Richmond PM Chapel, North Yorkshire

July 2013
David Noble
July 2013
David Noble
July 2013
David Noble

Wesleyan Methodists had built their second chapel in Richmond (in 1841), superseding one built in 1807, before the Primitive Methodists had formed a society in the town. Leary records the appointment of Primitive Methodist ministers in the town from 1855, but the Primitive Methodist chapel that was constructed in Bargate, just off the town centre, is said to have been built in either 1861 (according to Bulmer) or 1863 (Victoria County History).

Bulmer describes the chapel as “a small plain building, with Sunday school attached” and says that it cost “about £500”. The capacity of the chapel is given as 260, although the 1940 Methodist Church Buildings Statistical Returns say that it seated 158.

Leary records ministerial appointments at Richmond from 1855 through to 1932. However, it seems that post-Union the former Primitive Methodist chapel ceased to be used by the Methodist Church. In 1947, the premises started to be used by the Richmond Operatic Society as a rehearsal venue and storage facility, a function that the building continues to perform today.



William Leary, Primitive Methodist Circuits (1980, Chester), p.308

Thomas Bulmer, Bulmer’s History and Directory of North Yorkshire 1890 (1890, Preston)

Victoria County History, ‘The borough of Richmond’, A History of the County of York North Riding: Volume 1 (1914), pp. 17-35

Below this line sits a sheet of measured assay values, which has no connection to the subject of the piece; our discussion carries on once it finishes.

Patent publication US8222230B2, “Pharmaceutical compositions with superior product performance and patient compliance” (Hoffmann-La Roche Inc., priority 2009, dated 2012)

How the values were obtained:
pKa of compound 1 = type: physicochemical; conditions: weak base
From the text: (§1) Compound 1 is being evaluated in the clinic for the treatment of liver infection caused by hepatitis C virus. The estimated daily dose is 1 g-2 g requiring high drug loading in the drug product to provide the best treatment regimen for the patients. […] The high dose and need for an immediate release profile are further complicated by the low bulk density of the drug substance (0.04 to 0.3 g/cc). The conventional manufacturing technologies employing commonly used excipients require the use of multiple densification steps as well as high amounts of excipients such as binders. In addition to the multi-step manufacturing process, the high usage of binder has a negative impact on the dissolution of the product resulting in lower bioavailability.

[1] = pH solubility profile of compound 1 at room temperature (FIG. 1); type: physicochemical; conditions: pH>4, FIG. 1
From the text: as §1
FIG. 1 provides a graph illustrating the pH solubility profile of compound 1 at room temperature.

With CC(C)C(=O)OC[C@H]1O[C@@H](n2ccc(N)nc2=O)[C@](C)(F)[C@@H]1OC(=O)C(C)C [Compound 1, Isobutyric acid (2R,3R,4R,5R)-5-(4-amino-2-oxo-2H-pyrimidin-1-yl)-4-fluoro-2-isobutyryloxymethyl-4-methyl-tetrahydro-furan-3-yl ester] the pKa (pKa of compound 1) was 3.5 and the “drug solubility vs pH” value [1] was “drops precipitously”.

Methodist Church, Methodist Church Buildings – Statistical Returns including seating accommodation as at July 1st, 1940 (Manchester: Department for Chapel Affairs, 1947)

Comments about this page

  • John Vaughan describes the actual opening in the 1861 September magazine (pages 557-558). Celebrations included a tea for 230 and various services. Speakers included Revs. J. Hirst (Wesleyan), J.Tucker (Wesleyan), H. Oakley (Independent), and P. C. Clarke (of South Shields). J. Vaughan; Mr.  Jackson, of Ainderley Myers, Rev. W. Lister, of Stockton and Rev. H. Oakley.

    The new chapel was lighted by chandelier and included a schoolroom. It cost £430 of which they had raised £180. The land was obtained from Lord Zetland, the contractors were Pybus and Whitehead, of Coverdale and the windows were given by Mr. Joseph Fawcett, of Sunderland.

    By Christopher Hill (11/04/2018)
  • I can confirm that the foundation stone was laid on December 11th 1860. It rained. John Vaughan tells us about it in the Primitive Methodist magazine (March 1861 pages 171-172).

    Land was obtained from Earl of Zetland and  plans drawn by Mr Copping of London. The specifications were prepared by John Vaughan, with the help of Mr. J. Lambert, of Bristol; Messrs. Pybus and Whitehead, of Coverdale were the contractors.

    The stone was laid by G. A. Robinson, of Reeth. Tea for 300 was provided in the Town Hall by  Mesdames Fawcett, Pearson, Barker, Parkin, Rhodes, Bowe, Whitfield, and Dutchburn, and the Misses Lesley, Metcalf, M. Bowe, J. Bowe, and Mr. Miller. Preachers at the celebrations were Revs. J. Tucker, J. Hirst (Wesleyans), H. Oakley (Independent), W. Fulton and J. Vaughan (Primitives), and Mr.W. Bell (Temperance Missionary).

    By Christopher Hill (26/03/2018)

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